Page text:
Lazy weekend days are made for casual lunches, with great slabs of warm fresh bread, along with good olive oil for dipping, and maybe some home-made hummus. That’s why I try to drag myself out of bed by 10 am, it gives me just enough time to make focaccia bread for lunch.
Focaccia is so easy to make.
It’s super forgiving because it is supposed to be flattish, and dense, so you don’t have to worry if you don’t knead the dough perfectly, or if you don’t have time to get a really good long first rise. Sometimes I even skip the second rise all together and it still turns out ok.
The other great thing about focaccia is that it goes with everything. It’s great with all kinds of dip, you can slice it down the centre and make sandwiches, and it’s fab dunked in soup or to soak up the last skericks of that yummy pasta sauce.
You can mix all kinds of things right into the dough if you like – olives, fresh herbs, sun dried tomatoes, pesto, – or press them into the top of the dough before the second rise. But regardless of what you add to it, you always need to brush it with lots of really good, extra virgin, olive oil, right before it goes into the oven!
- 250 ml of warm water
- 2½ tsp of yeast
- 1 tsp of sugar/honey
- 3 tbsp of olive oil
- 500 gms of flour ( we use half wholemeal,half white bread flour)
- ½ tsp of salt
- extra olive oil for brushing
- extras to add in or put on the top - herbs, pesto, olives, sundried tomato etc
- Add the yeast and sugar to the warm water and set it aside for a few minutes. When the yeast mixture becomes frothy you know your yeast is away and ready to use.
- If using a bread machine - combine the flour and salt and any extras such as herbs. Depending on the instructions for your bread machine, put the yeast mixture in first, then add the flour mixture. Set your machine to the dough setting and all the machine to mix, knead and rise the dough. Check at the end of the mixing to make sure you don't need to add a touch more water.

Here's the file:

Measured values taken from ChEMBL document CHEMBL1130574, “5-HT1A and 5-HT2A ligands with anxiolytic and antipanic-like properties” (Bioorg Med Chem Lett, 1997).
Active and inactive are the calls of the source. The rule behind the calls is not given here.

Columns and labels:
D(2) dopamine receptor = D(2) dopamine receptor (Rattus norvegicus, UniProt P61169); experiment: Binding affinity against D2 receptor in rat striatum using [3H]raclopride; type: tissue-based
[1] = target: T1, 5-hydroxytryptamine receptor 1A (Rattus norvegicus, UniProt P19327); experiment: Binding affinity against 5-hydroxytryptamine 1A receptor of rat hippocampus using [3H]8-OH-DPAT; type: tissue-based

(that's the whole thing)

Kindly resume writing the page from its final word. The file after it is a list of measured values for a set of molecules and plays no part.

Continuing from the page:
- If mixing by hand - combine the flour and salt in a large mixing bowl. Make a well in the centre and add the yeast mixture. Gentled combine the flour with the wet mix until you have a rough dough, add a touch more water if needed. Turn the dough out onto a well floured surface and knead well for five minutes,. Place in a greased bowl, cover with cling wrap and place in a warm positions to rise for approx 1- 1.5 hours or until the dough has doubled in size.
- Once the dough has risen, turn it out onto a floured surface and give it a quick knead to knock the air out of it.
- Roll it out into a rough oval (or split in two if you don't have a large enough tray) approx 3 cms thick depending on how think you want your final bread to be. If you are adding extras to the top of your bread now is the time to arrange them nicely.
- Line a large tray with baking paper and pope the rolled out dough onto the tray. Cover with a tea towel and set it aside in a warm place to rise a little more for approx 15-30 minutes.
- Once the dough has risen one last time, brush it with lots of lovely olive oil and sprinkle it with herbs of our choice.
- Preheat your oven to 220 Celsius.
- Bake the focaccia in a hot oven for 10-15 minutes or util the bread is golden brown on the top.
You can free the foccacia dough in half batches before the second rise, and all you need to do is remember to put it in the fridge the night before to defrost, and start at the rolling out stage. That makes it a super easy, super quick, way to make fresh bread.
This bread will turn out fancy enough to impress your friends, and simple enough to just scoff the lot with the kids.